Mummies of the World exhibition is making its East Coast debut at The Franklin Institute on Saturday, June 18, 2011. This collection of mummies and related artifacts includes a 6,420-year-old child mummy from Peru, one of the oldest child mummies ever discovered (and almost twice as old as King Tut), it is claimed.
Mummies of the World is said to be the first exhibition of its kind to be showcased at The Franklin Institute, portraying both naturally and intentionally preserved mummies from around the world.
The exhibition features a collection of 150 artifacts and real human and animal specimens from South America, Europe, Asia, Oceania and Egypt.
Through modern science and engaging interactive and multi-media exhibits, the exhibition reveals how the scientific study of mummies provides a window into the lives of ancient people from every region of the world, offering insights into past cultures and civilizations.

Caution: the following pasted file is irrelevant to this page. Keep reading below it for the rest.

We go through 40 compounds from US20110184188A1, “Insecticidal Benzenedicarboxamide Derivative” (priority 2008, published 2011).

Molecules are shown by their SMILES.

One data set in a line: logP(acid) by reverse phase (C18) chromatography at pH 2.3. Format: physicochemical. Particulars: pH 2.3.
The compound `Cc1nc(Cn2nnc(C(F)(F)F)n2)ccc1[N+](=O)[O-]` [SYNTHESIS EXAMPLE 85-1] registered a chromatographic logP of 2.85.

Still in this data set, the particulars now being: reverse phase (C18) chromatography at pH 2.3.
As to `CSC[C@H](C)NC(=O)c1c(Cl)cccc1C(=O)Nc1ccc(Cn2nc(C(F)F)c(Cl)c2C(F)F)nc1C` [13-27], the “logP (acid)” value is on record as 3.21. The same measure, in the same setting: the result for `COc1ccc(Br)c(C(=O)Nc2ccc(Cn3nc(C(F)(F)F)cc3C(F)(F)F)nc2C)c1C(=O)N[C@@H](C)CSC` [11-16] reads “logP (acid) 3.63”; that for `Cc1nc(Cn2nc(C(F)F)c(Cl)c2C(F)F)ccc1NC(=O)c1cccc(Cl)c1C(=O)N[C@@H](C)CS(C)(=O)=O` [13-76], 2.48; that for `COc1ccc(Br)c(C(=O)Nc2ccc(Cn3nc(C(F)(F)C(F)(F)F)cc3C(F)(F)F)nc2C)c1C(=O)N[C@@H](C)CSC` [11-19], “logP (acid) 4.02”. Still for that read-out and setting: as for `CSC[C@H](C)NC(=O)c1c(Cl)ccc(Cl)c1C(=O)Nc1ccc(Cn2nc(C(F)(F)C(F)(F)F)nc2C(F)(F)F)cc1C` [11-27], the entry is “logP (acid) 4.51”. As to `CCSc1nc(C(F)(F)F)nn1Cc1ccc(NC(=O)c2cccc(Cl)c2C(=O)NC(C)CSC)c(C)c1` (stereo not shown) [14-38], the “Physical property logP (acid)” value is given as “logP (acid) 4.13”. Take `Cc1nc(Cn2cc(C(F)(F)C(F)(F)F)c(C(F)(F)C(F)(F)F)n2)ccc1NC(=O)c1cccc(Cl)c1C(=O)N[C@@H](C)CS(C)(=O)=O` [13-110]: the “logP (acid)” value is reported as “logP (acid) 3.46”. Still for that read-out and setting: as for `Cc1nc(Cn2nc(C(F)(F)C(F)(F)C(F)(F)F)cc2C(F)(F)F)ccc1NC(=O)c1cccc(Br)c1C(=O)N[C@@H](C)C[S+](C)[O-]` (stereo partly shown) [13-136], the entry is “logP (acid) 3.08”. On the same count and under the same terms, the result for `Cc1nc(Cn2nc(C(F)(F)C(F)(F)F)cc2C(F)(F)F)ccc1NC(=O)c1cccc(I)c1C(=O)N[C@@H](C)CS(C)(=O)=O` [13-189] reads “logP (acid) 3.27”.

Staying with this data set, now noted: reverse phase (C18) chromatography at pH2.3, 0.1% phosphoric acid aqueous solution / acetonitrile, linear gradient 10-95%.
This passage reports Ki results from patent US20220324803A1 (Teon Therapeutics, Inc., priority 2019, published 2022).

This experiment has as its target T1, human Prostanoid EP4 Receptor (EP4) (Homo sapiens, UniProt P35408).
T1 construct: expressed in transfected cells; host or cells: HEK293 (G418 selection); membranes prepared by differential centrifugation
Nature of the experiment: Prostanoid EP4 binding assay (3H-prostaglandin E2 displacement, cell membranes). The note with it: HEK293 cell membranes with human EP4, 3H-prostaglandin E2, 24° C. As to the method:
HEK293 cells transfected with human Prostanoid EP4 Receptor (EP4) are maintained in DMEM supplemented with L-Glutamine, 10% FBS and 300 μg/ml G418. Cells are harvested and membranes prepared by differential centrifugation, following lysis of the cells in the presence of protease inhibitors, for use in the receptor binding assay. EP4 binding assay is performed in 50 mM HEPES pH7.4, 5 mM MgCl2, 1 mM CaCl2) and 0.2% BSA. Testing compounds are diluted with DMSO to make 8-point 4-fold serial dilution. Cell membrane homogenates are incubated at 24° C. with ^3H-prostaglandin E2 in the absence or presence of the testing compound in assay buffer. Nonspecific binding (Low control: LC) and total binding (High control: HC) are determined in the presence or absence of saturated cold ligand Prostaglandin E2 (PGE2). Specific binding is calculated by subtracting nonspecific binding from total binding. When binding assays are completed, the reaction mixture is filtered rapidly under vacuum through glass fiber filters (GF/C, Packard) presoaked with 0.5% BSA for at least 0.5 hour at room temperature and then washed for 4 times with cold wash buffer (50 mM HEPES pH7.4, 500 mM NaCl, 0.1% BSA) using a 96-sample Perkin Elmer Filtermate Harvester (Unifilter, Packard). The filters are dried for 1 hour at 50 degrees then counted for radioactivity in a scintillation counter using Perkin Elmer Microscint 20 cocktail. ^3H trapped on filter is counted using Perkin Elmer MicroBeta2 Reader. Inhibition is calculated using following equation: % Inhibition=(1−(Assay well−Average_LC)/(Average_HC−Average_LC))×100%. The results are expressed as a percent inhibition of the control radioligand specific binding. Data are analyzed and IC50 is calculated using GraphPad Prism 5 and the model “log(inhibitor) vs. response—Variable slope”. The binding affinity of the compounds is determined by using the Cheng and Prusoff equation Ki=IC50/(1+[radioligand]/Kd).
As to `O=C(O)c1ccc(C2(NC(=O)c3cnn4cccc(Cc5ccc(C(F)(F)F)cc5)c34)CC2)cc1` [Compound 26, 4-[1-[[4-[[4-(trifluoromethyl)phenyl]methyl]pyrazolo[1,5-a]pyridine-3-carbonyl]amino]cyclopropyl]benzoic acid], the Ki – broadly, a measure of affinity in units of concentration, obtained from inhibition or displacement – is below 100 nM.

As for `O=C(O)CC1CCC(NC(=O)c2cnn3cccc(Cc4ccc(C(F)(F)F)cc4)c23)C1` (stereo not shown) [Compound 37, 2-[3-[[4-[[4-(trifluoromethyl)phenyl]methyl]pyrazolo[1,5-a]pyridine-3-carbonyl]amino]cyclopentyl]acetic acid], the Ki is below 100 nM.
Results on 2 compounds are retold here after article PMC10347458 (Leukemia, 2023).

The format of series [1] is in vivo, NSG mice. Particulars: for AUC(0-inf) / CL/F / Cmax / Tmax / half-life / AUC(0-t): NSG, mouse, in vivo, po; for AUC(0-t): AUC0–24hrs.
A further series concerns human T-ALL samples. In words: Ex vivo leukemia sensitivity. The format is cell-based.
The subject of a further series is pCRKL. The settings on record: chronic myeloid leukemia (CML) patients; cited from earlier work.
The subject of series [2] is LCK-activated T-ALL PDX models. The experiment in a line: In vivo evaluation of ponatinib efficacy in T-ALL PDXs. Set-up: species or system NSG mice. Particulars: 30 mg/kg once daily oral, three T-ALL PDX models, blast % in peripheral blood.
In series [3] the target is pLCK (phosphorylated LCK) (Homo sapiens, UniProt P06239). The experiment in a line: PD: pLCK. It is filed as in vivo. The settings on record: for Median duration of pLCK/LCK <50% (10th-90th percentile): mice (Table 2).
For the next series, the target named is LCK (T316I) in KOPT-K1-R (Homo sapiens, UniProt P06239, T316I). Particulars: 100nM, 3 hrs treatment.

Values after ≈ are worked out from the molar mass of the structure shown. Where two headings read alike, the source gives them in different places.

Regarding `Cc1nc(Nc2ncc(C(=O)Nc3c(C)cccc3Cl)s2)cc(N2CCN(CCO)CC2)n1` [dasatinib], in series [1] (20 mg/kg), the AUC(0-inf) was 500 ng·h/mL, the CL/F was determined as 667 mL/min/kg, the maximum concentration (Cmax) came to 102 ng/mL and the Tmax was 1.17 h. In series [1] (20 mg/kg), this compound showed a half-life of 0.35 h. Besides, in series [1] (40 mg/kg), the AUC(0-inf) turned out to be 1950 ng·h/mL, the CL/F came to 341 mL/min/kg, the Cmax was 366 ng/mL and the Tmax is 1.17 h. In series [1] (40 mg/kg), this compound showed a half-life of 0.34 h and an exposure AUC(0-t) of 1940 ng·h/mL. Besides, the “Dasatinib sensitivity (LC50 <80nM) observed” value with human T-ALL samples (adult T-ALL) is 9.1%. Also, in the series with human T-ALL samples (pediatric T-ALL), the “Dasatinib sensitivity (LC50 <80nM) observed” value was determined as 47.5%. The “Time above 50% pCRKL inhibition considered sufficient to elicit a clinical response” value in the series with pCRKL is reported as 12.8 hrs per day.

It also demonstrates that mummification – both through natural processes and intentional practices – has taken place all over the globe, from the hot desert sands of South America to remote European moors and bogs.
In addition to the Detmold Child, the treasures presented in Mummies of the World include the Vac Mummies, a mummified family from Budapest; the Baron and Baroness, discovered in a 14th century castle in Sommersdorf; and Egyptian animal mummies, intentionally preserved to accompany royals for eternity.
The Mummies of the World exhibition was developed by Mummies of the World Touring Company, LLC in association with the Reiss-Engelhorn Museums (REM).